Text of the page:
12 tips that make or break great websites (with examples)

Posted on June 24, 2013 by Rob Petersen



good website design

Why do people like or dislike a website? The research says it’s all about the experience.

KISSmetrics says, when people leave a website, the most common reasons are:

  • Bad navigation
  • Bad content structure
  • Obtrusive use of ads and sign up forms
  • Bad design and content
  • Poor legibility

The business term for a great experience is web personalization. It means the website matches content and experience to a specific user’s instructions or preferences.

What makes or breaks great websites? Here are 12 tips.

  • CLEARLY COMMUNICATE WHAT YOU DO AND MAKE IT EASY TO BEGIN A RELATIONSHIP: State or, better yet, visualize the benefit and take immediate advantage of potential interest. A company like Feed Stitch, for example, has a difficult communication challenge. They take many different data feeds and integrate them to have a common purpose. They use an effective metaphor, simple descriptions and a visible invitation to “get started.”

Good homepage design

  •  KEEP KEY INFORMATION AND ACTIONS “ABOVE THE FOLD;” Visitors to a website spend 80% of their time “above the fold” according to Nielsen. So don’t lose the majority of prospects. Dollar Shave Club gives viewers a video to explain what they do and registration form to take advantage of its audience – all “above the fold.”

above the fold example

  • HAVE A CLEAR CALL-TO-ACTION: These days, visitors’ experience to a website can come for any page. Don’t miss the opportunity to have them take action. Amazon always shows a clear call-to-action next to a motivating offers with their landing pages.

Good Call-to-Action

  • DEFINE THE ROLES OF YOUR AUDIENCE: Visitors to a web site have different “roles” or potential relationships. Speak to them. Sermo is a physician’s network that recognizes through roles the different types of doctors who visit Sermo for a variety of reasons.

website roles

  • RECOGNIZE DIFFERENT TYPES OF READERS: For each role, there are three types of readers: 1) Researchers, who expect to be educated, 2) Shoppers, who want comparisons and 3) Buyers, who are ready to take action. They are not mutually exclusive. For example, a Researcher can become a Shopper who turns into a Buyer. Design content and web pages so you can captivate all three.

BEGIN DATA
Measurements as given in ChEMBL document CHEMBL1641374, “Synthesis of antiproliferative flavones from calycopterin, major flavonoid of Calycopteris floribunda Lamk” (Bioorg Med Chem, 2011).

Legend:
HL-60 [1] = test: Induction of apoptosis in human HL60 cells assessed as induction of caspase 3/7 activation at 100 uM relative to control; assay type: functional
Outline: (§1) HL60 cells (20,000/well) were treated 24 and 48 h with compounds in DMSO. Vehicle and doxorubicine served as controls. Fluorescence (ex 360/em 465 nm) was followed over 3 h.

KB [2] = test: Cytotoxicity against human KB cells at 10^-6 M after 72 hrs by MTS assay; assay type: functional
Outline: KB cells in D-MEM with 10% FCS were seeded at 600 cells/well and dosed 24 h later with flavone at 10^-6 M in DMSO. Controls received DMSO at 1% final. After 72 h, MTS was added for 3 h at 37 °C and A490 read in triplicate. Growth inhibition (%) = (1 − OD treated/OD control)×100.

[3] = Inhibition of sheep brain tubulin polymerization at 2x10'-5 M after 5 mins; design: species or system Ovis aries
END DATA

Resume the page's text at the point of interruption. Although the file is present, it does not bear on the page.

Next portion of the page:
• ESTABLISH TASKS: The best way to establish if people who visit your site are doing what you want is to identify task. Here are some examples: 1) For an Insurance Comparison Site (Researcher): Find three, 1 million term life insurance quotes for healthy 30 year living in CA: 2) for an E-commerce (Shopper), Determine cost of XYZ laptop with optional DVD drive: for a Mobile App your Website (Buyer), Set up free trial account and go through steps to create app to publish
  • DON’T PARALYZE WITH TOO MANY CHOICES: It’s normal to imagine, when someone visits your website, they might be interested in lots that you have to offer, but they rarely are. If you went to this page looking for a certain kind of shirt, would this page help or confuse you? Don’t lose visitors by giving too many choices.

too many choices on a website

  • …OR TOO MUCH TEXT:  There is probably a great deal of meaning behind this text for the people who created this page. But, to the people who visit, not so much.

too much text on a website

  • CONSIDER POP-UP CAREFULLY: I know lots of people who are believers in “Entry” (Welcome) and “Exit” (Wait…Before you go) pop-ups. I’m not one of them. Why? Many sources say it costs 6 to 7 times more to acquire a new customer than keep a current customer. That’s a lot to put at risk when you think about the inconvenience you may be costing your best customers who have to skip pop-ups to get where they want to go. If you use pop-ups, just make sure the risk is worth the rewards.


  • ESTABLISH TRUST AND CREDIBILITY: According to Reevoo stats, 50 or more reviews per product can mean a 4.6% increase in conversion rates. So think about the addition of trust and credibility features like reviews, client testimonials, client lists and case studies on your website.

 client testimonials

  • OPTIMIZE FOR SEARCH: 80% of visitors find a web site by typing their unmet need in the query box of a search engine. 80% of those people click on an “organic” or “natural” listing. The subject of Search Engine Optimization (SEO) is fundamental to creating a great website. Here are tips on how to write for your audience and the search engines.
  • BE SOCIAL AND ENGAGE: Your audience and the search engine send more traffic your way if they know content on the site is always being refreshed. The best way to do that is integrate a blog and your social networks into your site. Make sure when you set up your blog the URL tracks back to your website like it shown below.

blog domain

Everyone who has a website wants to be loved and giving visitors a great experience is the way to get there.

If you’re interested in knowing more about Website Optimization and Personalization, I’ll be teaching an online course on this subject at UCal Irvine with Mike Moran this summer. Or you can contact me through this website.

Are these tips helpful to you for creating a great website?

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